by Blon Lee
“Tension is who you think you should be. Relaxation is who you are.” ~Chinese Proverb
You are a slave to stress.
I can relate.
Stress Crushed My Life And Dreams
I started a business and faced intense criticism over this decision.
Everyone was sure I’d fail. My friends and family attacked me while I was combating my own self-doubt.
My stress level was insanely high.
Then the worst happened. My business failed and I lost all my savings. I was crushed.
It took a long time to finally accept this failure.
Today, whenever I work, stress still lingers in my body like the shadow of my dark past. But now I know how cope with it. Let me teach you how.
1. Consider getting a pet.
Sharing negative feelings with close friends can significantly reduce stress. Studies show that spending time with pets relieves stress in the same way. Also, when you’re accompanied by a pet in stressful situations, it prevents your stress level from rising.
I have a cat. He was my only friend when nobody was supporting me. I’m grateful to have him by my side.
If you don’t have a pet, consider getting one. It may change your life in surprising ways.
2. Stop dwelling on your problems.
Kant State University had an eye-opening discovery. Apparently, the more you talk about your problems, the more you’re likely to suffer from depression.
Of course, it’s healthy to share what you’re going through. But when you’re mindlessly dwelling on your problems, it doesn’t solve anything.
I never talk to anyone about my problems because no one supports me. This propels me to actively seek solutions instead of blindly mulling over things that could stress me out.
If you’re fortunate to have supportive friends, do seek their support. What’s important is that you don’t just whine about your difficulties, but actually act.
3. Shower yourself with gifts.
You’re being brutally hard on yourself.
You take success for granted. Worse, you exaggerate failure.
When you’ve reached a goal, you move on nonchalantly. If you don’t, you torment yourself mentally. You scold, devalue, and deprive yourself.
I’ve been there. I know this is self-destructive.
Reward yourself for reaching goals. Research shows that when you’re rewarded for an action, you’re likely to repeat it. This is called a positive feedback loop. It’s much more effective than punishment.
If you gain stress from failure, without happiness from success, the only outcome is stress.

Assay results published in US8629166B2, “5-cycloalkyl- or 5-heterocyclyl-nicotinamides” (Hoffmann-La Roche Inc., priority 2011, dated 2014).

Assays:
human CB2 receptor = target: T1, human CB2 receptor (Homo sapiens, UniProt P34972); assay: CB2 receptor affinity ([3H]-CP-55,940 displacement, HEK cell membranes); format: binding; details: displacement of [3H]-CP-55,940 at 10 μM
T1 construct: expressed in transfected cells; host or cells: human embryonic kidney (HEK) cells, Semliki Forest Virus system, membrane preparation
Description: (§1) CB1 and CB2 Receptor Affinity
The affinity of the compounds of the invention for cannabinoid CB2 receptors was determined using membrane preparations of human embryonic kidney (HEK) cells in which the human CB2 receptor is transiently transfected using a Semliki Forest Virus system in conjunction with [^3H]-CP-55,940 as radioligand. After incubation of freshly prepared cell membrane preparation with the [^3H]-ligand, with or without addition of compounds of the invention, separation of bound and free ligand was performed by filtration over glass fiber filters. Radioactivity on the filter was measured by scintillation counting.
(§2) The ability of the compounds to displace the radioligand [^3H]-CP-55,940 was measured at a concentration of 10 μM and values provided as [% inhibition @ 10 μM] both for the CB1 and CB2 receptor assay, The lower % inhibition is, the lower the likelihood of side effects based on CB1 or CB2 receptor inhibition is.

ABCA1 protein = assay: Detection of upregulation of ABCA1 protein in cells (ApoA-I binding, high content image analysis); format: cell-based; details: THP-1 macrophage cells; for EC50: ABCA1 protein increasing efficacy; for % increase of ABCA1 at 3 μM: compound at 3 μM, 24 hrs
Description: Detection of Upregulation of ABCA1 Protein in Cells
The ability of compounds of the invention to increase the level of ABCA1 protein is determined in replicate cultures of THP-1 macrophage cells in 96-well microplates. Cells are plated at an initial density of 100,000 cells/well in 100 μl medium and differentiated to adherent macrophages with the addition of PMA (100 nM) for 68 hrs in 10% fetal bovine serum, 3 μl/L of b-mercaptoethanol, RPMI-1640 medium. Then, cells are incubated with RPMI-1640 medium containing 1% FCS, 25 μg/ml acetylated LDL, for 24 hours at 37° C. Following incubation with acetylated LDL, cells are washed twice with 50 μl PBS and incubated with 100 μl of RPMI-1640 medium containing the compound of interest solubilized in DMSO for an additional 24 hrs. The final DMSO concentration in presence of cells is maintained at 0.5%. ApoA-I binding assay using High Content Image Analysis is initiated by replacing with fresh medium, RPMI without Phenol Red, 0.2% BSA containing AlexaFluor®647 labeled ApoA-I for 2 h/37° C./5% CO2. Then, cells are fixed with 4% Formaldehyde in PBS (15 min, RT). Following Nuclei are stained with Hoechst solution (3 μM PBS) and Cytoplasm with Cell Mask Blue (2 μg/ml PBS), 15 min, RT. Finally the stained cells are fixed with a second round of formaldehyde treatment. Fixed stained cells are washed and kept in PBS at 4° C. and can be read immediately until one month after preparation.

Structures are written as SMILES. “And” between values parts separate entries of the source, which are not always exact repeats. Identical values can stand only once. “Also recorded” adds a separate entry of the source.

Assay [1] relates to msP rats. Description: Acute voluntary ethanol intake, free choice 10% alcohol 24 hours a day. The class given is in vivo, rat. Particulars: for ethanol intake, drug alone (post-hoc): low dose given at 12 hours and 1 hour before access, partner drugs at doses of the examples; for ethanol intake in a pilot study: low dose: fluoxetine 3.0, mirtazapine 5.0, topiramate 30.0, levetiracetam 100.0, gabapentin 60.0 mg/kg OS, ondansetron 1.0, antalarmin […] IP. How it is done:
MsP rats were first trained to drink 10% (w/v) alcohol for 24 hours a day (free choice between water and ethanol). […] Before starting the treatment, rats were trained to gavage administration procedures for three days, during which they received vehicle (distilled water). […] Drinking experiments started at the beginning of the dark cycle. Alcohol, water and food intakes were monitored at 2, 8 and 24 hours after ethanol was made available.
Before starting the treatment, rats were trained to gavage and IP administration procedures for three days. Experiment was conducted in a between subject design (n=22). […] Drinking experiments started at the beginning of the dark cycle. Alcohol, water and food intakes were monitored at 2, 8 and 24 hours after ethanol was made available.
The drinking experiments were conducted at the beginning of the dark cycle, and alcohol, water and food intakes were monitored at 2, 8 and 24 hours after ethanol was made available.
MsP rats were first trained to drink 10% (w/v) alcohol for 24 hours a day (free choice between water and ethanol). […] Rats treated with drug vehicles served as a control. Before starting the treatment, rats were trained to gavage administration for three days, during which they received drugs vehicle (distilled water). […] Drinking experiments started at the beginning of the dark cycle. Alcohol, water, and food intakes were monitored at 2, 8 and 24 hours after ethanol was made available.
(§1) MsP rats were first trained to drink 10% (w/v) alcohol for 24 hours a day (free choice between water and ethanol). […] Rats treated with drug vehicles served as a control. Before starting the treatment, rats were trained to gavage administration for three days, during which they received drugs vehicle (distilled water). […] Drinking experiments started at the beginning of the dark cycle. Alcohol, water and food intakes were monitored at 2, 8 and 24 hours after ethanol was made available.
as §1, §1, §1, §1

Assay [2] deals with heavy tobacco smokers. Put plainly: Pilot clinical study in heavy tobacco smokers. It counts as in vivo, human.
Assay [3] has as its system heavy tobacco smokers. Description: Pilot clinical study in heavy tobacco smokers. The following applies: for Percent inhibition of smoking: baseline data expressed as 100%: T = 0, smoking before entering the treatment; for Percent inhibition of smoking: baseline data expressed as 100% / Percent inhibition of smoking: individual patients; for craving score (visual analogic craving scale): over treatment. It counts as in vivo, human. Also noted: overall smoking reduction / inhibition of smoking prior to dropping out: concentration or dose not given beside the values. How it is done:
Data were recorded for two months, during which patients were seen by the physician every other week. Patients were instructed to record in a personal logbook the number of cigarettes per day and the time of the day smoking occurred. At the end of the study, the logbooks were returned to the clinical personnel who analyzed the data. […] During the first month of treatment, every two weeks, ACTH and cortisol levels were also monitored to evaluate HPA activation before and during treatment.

If you earn happiness from success, without stress from failure, the only outcome is happiness.
4. Exploit bad habits to your advantage.
I used to run away from problems. When stress hit, I’d instantly give up on whatever I was working on and resort to escapism.
You may have experienced this too.
Escapism may entail over-eating, indulging in unhealthy foods, TV, Internet, porn, smoking, and drinking. Over time, they form destructive habits.
Exploit escapism by using it as an anchor.
Pick healthy alternatives, such as meditation, stretching, listening to motivational talks, napping, or light exercises.
Before you escape, do thirty seconds of an alternative first.
Say you’re angry with your boyfriend. You think you need to eat some junk food to calm down. Before that, meditate for thirty seconds. Then you’re free to indulge.
Do this for two months. Then increase good habit time weekly, until the good habit completely drowns out the bad.
This way, I built new automatic responses to stress and broke my escapist habits completely. Now when I feel stress, I either take a short nap or move along to uplifting music.
After a few minutes, I’m recharged and motivated to face new challenges.
5. Unleash your anger (and cry yourself to sleep).
Don’t always try to appear perfectly calm. You need to express difficult emotions—anger, for example.
Discuss your frustration with friends. Journal your rage and analyze it objectively on paper. You can even confront the object of frustration assertively.
Remember to release your anger under control. Don’t throw tantrums or yell impulsively. Express it as a means of problem solving.
This applies to other difficult emotions, as well, like sadness. It’s healthy to express these “negative” emotions.
6. Reach great heights by letting yourself suck big time.
I’ve learned to accept my devastating failure. I have to. Otherwise, I’d be completely destroyed and discouraged from pursuing anything ever again.
Some people cannot accept mistakes. Everything has to be perfect from the start. They think others will look down on them if they appear to be flawed.
These people are frequently stressed.
The happiest and most successful people focus on improvement. They love mistakes and flaws, because they see them as opportunities to grow.
Learn from these people.
Have lofty goals, but have realistic standards. Don’t judge yourself based on the results of your action. See them as feedback, and seek improvement from there.
Read the full article at Tiny Buddha
Do you like to read about personal development, spirituality, health or activism? There is a new social network called Aweditoria that is purely based around interests. You can follow topics there and see the best small stories, ideas and concepts in those fields.Click here to try it out, it’s free and only takes few seconds to join. You can alsofollow Truththeory.com on Aweditoria!